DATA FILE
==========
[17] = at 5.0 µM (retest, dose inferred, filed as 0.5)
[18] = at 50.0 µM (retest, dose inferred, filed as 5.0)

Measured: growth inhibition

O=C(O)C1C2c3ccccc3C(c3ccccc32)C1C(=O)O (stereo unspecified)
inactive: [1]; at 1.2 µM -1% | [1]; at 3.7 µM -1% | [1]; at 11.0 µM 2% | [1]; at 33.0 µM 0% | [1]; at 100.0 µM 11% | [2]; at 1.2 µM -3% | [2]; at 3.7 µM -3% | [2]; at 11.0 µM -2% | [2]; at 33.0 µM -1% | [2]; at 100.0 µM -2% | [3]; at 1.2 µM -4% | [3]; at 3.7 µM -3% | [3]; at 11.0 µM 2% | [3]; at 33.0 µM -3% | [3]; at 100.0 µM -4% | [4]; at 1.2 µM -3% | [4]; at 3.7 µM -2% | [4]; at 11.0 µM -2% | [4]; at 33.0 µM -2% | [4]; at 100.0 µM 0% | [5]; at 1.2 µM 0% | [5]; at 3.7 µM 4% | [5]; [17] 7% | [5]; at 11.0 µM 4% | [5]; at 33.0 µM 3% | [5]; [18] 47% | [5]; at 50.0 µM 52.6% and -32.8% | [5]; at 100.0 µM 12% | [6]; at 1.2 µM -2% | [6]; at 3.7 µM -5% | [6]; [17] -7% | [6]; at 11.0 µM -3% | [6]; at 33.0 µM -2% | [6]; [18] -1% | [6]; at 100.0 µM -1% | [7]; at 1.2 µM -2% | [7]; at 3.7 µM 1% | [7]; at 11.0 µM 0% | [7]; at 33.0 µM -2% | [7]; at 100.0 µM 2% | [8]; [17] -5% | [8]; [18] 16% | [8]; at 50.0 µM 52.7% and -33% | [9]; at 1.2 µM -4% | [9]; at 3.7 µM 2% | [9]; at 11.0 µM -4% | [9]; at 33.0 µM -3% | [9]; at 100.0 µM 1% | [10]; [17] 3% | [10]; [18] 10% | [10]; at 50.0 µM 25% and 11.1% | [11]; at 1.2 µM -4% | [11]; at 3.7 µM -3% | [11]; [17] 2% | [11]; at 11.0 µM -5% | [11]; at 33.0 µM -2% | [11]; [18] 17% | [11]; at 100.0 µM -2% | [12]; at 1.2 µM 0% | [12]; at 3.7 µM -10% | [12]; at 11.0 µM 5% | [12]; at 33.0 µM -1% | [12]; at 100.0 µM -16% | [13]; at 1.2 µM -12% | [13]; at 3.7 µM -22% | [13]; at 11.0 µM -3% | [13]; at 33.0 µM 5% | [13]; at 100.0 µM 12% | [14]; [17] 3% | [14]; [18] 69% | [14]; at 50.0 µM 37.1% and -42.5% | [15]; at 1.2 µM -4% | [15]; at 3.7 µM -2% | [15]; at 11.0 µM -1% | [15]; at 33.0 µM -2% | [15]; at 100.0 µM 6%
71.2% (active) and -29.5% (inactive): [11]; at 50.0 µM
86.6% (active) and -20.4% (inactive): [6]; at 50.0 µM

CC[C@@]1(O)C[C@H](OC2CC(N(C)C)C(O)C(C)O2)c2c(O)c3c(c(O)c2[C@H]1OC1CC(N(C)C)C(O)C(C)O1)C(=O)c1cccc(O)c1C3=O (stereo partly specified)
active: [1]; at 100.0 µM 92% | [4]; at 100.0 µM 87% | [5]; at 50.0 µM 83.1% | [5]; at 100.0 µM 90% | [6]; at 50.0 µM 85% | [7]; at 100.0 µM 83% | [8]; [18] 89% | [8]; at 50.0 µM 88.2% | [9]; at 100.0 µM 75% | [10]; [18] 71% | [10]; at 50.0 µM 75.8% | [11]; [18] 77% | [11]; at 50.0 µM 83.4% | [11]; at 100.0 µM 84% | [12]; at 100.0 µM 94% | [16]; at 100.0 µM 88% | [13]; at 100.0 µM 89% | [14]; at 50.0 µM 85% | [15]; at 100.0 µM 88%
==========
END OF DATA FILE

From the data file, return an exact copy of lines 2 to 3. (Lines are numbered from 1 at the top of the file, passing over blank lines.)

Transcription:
[18] = at 50.0 µM (retest, dose inferred, filed as 5.0)

Measured: growth inhibition